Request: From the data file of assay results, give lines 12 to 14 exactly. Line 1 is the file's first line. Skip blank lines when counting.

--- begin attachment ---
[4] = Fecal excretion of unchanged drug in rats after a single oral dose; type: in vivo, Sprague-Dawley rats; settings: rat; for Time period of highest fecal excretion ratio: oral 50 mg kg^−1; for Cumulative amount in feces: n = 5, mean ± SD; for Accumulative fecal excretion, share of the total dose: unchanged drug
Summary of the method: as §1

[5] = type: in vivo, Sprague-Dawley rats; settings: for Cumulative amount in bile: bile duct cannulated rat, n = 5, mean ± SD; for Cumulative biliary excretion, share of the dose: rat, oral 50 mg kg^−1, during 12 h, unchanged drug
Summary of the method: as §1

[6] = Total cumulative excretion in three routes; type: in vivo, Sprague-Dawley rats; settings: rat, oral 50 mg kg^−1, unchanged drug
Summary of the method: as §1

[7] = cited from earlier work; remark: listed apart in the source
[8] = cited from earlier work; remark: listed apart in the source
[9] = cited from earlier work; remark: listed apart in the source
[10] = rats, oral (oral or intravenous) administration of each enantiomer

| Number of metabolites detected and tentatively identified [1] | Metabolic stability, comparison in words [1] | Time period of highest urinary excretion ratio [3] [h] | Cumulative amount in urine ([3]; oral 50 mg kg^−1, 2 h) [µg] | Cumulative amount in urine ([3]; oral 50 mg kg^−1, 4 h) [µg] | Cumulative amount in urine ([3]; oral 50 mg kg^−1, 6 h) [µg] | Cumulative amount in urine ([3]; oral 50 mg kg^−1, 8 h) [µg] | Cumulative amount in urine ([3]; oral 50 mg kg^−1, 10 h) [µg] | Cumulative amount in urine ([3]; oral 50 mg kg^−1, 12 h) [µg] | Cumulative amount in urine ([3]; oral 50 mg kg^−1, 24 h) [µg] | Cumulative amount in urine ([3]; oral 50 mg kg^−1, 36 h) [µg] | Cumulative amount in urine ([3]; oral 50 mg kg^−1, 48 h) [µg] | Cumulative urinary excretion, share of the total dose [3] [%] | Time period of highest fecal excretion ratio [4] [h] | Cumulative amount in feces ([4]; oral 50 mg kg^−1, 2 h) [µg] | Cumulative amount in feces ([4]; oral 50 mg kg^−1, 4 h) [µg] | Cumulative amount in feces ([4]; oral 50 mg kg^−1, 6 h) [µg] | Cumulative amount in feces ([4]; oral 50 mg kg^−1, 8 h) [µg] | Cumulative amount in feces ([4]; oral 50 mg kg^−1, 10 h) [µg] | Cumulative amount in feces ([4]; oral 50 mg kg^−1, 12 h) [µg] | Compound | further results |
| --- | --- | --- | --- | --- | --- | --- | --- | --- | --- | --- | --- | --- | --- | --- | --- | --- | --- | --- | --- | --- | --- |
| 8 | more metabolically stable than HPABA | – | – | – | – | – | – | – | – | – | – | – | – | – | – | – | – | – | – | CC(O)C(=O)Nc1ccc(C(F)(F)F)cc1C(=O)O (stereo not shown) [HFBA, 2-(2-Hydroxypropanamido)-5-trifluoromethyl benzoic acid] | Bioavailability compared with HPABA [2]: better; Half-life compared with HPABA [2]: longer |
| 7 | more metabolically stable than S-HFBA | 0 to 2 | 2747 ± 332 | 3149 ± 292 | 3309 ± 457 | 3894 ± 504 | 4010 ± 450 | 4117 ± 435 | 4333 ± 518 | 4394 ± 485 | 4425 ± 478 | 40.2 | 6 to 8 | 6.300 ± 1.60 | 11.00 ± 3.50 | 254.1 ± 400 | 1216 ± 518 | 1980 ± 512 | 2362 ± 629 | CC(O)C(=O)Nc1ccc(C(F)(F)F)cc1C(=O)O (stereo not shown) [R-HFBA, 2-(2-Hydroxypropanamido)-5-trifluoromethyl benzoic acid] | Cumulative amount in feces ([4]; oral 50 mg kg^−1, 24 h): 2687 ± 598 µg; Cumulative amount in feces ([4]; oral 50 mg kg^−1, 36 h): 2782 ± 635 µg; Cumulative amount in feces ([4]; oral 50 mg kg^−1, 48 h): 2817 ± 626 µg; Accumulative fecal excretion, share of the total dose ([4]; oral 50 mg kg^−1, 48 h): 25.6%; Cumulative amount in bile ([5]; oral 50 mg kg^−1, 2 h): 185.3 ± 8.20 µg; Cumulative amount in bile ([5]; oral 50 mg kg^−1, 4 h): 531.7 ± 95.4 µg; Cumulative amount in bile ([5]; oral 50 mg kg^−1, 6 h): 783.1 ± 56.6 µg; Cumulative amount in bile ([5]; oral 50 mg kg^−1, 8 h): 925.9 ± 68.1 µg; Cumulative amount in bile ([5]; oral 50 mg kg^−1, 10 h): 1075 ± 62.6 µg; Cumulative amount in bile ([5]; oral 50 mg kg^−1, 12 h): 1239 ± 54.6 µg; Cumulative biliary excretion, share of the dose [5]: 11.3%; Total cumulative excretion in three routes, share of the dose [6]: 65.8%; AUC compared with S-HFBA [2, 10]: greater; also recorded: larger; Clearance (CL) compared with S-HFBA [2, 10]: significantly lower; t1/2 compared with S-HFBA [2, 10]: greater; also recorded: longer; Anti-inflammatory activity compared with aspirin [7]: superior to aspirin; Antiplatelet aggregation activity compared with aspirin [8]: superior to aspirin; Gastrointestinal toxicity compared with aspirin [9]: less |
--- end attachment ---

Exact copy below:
| --- | --- | --- | --- | --- | --- | --- | --- | --- | --- | --- | --- | --- | --- | --- | --- | --- | --- | --- | --- | --- | --- |
| 8 | more metabolically stable than HPABA | – | – | – | – | – | – | – | – | – | – | – | – | – | – | – | – | – | – | CC(O)C(=O)Nc1ccc(C(F)(F)F)cc1C(=O)O (stereo not shown) [HFBA, 2-(2-Hydroxypropanamido)-5-trifluoromethyl benzoic acid] | Bioavailability compared with HPABA [2]: better; Half-life compared with HPABA [2]: longer |
| 7 | more metabolically stable than S-HFBA | 0 to 2 | 2747 ± 332 | 3149 ± 292 | 3309 ± 457 | 3894 ± 504 | 4010 ± 450 | 4117 ± 435 | 4333 ± 518 | 4394 ± 485 | 4425 ± 478 | 40.2 | 6 to 8 | 6.300 ± 1.60 | 11.00 ± 3.50 | 254.1 ± 400 | 1216 ± 518 | 1980 ± 512 | 2362 ± 629 | CC(O)C(=O)Nc1ccc(C(F)(F)F)cc1C(=O)O (stereo not shown) [R-HFBA, 2-(2-Hydroxypropanamido)-5-trifluoromethyl benzoic acid] | Cumulative amount in feces ([4]; oral 50 mg kg^−1, 24 h): 2687 ± 598 µg; Cumulative amount in feces ([4]; oral 50 mg kg^−1, 36 h): 2782 ± 635 µg; Cumulative amount in feces ([4]; oral 50 mg kg^−1, 48 h): 2817 ± 626 µg; Accumulative fecal excretion, share of the total dose ([4]; oral 50 mg kg^−1, 48 h): 25.6%; Cumulative amount in bile ([5]; oral 50 mg kg^−1, 2 h): 185.3 ± 8.20 µg; Cumulative amount in bile ([5]; oral 50 mg kg^−1, 4 h): 531.7 ± 95.4 µg; Cumulative amount in bile ([5]; oral 50 mg kg^−1, 6 h): 783.1 ± 56.6 µg; Cumulative amount in bile ([5]; oral 50 mg kg^−1, 8 h): 925.9 ± 68.1 µg; Cumulative amount in bile ([5]; oral 50 mg kg^−1, 10 h): 1075 ± 62.6 µg; Cumulative amount in bile ([5]; oral 50 mg kg^−1, 12 h): 1239 ± 54.6 µg; Cumulative biliary excretion, share of the dose [5]: 11.3%; Total cumulative excretion in three routes, share of the dose [6]: 65.8%; AUC compared with S-HFBA [2, 10]: greater; also recorded: larger; Clearance (CL) compared with S-HFBA [2, 10]: significantly lower; t1/2 compared with S-HFBA [2, 10]: greater; also recorded: longer; Anti-inflammatory activity compared with aspirin [7]: superior to aspirin; Antiplatelet aggregation activity compared with aspirin [8]: superior to aspirin; Gastrointestinal toxicity compared with aspirin [9]: less |